WebSocket is a standard protocol that enables a web browser or client application and a web server application to communicate by using one full duplex connection.

Open Liberty For the most recent information about Developing WebSocket applications in Liberty, see the Open Liberty website.

HTTP was not designed for long-lived, real-time, full duplex communication between two applications. In many instances, a user's web server application or servlet wants to communicate with a client browser or application in a long-lived, real-time, full duplex conversation. In other words, the two applications want to freely read and write data back and forth. An example of this type of application is one that constantly displays changing currency exchange rates on the web browser of a stock trader. Current solutions that involve existing HTTP technology to accomplish this type of communication are cumbersome and inefficient. HTTP solutions, for constant two-way communication between a browser and a server, mostly consists of either polling or two open HTTP connections that handle one-way traffic only, or both.

WebSocket uses a standard HTTP request-response sequence to establish a connection. When the connection is established, the WebSocket API provides a read and write interface for reading and writing data over the established connection in an asynchronous full duplex manner. WebSocket also provides an interface for asynchronously closing the connection from either side.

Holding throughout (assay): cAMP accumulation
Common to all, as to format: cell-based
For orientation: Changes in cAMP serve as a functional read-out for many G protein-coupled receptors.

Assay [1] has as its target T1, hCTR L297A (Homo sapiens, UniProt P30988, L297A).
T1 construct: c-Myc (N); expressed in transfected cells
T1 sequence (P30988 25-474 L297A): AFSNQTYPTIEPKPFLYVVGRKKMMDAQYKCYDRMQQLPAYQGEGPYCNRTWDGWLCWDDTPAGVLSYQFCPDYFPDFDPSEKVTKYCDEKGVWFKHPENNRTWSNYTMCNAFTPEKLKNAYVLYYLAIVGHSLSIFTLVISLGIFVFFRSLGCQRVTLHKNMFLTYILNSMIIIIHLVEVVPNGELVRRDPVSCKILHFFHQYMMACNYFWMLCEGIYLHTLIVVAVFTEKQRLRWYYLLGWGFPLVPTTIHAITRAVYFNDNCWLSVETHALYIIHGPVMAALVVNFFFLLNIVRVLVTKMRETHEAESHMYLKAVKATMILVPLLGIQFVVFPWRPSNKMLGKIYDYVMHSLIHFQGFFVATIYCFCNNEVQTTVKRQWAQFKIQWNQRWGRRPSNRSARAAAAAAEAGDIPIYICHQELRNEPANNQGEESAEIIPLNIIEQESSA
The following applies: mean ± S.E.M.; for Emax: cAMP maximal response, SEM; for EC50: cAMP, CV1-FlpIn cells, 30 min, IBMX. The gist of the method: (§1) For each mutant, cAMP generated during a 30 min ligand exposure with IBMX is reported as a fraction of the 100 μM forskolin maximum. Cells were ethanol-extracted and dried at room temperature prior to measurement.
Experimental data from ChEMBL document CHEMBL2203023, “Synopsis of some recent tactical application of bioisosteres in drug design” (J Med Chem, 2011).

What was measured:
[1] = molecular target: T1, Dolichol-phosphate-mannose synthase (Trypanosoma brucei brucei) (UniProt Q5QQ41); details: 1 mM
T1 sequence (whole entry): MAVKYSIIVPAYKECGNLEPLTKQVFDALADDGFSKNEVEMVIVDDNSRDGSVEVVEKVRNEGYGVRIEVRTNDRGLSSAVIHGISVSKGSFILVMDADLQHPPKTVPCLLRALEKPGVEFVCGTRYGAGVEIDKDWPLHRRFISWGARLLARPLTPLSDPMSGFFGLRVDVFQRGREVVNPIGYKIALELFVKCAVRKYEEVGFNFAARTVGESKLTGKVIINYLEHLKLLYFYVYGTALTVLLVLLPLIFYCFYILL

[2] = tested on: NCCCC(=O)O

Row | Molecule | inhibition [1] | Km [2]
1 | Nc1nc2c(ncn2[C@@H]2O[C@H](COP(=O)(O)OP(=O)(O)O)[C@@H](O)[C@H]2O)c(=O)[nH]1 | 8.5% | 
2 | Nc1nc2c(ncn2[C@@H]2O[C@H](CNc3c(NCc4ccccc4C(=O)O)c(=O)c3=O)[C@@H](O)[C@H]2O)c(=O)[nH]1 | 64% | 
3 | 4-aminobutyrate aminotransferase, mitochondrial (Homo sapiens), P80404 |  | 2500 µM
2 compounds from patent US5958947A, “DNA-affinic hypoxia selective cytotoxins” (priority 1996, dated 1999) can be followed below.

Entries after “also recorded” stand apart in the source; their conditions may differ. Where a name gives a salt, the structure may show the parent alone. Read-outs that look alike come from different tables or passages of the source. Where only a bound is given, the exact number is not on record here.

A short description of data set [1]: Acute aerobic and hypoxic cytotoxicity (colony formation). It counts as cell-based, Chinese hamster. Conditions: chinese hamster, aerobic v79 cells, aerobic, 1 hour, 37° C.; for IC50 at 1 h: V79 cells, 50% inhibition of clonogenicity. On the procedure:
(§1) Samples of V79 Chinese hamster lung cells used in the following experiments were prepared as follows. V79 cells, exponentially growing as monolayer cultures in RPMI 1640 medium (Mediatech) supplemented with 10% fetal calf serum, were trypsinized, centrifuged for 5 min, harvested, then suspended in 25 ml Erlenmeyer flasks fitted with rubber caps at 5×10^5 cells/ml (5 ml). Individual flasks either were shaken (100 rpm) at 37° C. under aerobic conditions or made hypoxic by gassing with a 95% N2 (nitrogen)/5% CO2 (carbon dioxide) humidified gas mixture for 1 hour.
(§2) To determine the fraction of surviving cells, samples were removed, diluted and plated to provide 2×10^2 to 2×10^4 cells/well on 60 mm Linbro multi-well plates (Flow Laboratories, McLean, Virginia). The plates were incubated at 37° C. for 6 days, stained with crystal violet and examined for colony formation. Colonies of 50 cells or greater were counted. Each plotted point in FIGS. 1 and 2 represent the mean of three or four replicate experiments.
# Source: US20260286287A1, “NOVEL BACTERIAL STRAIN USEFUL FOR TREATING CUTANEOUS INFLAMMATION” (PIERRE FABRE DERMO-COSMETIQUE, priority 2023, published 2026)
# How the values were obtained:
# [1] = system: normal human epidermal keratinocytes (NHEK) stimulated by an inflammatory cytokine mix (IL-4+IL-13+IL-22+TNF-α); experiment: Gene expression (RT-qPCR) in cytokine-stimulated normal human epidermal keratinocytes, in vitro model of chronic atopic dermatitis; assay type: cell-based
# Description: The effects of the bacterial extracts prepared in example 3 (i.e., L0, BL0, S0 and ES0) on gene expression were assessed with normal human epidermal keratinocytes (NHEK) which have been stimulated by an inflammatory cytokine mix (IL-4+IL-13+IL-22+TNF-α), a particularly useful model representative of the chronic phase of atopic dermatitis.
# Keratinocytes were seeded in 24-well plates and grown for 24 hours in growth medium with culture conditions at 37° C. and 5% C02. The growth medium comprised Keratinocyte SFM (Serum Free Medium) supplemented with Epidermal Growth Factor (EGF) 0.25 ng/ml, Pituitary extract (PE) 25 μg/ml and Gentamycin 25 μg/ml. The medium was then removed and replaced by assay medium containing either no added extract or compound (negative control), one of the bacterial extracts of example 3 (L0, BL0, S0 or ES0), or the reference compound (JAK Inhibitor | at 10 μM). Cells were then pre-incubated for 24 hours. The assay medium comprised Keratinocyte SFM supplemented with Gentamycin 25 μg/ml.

Because WebSocket uses a standard HTTP request-response sequence to establish a connection, the connection initiation connects though firewalls and proxies in the same manner as an HTTP connection. WebSocket requires full duplex communication, including simultaneous reads and writes on the same connection. The WebSphere web server plug-in supports full duplex communication, but other firewalls and proxies might require modification to enable this support. WebSocket can also use SSL for secure connections and transmission of data. This protocol uses SSL in the same way that the HTTP protocol uses SSL.

The Liberty WebSocket feature implements the following specifications:

Liberty supports the WebSocket 1.0 and WebSocket 1.1 specifications. Compared to WebSocket 1.0, WebSocket 1.1 supports a more robust way of specifying message handlers.